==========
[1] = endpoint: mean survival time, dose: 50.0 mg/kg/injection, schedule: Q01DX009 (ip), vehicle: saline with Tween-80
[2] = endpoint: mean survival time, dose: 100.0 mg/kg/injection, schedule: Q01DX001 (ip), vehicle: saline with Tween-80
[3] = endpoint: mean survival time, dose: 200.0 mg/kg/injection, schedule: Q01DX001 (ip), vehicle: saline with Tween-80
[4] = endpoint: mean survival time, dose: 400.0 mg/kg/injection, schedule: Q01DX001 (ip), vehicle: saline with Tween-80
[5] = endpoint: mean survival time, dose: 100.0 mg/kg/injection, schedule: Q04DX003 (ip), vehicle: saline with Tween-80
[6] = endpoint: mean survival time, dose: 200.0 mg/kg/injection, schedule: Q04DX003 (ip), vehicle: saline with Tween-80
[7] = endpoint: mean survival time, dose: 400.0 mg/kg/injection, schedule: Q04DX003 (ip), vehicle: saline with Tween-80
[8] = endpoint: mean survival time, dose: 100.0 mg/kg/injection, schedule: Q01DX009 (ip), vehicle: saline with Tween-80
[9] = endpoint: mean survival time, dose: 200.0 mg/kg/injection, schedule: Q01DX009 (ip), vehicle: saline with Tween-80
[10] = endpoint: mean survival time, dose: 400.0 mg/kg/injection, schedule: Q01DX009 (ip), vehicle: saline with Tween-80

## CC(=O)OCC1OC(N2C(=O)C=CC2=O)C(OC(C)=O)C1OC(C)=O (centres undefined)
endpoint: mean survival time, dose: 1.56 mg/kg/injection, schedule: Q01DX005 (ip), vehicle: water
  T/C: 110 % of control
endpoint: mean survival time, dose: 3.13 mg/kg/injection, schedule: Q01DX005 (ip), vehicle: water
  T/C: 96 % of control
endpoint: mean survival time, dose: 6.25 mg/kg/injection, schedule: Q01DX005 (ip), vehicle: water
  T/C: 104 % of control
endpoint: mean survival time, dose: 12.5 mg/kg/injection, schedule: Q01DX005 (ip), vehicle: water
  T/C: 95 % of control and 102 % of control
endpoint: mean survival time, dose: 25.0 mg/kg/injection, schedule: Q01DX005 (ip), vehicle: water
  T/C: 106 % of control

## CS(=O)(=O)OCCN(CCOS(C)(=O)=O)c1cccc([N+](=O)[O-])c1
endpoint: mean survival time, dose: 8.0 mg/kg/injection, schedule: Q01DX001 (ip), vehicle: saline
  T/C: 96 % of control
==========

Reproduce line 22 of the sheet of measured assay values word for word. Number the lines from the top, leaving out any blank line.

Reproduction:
## CS(=O)(=O)OCCN(CCOS(C)(=O)=O)c1cccc([N+](=O)[O-])c1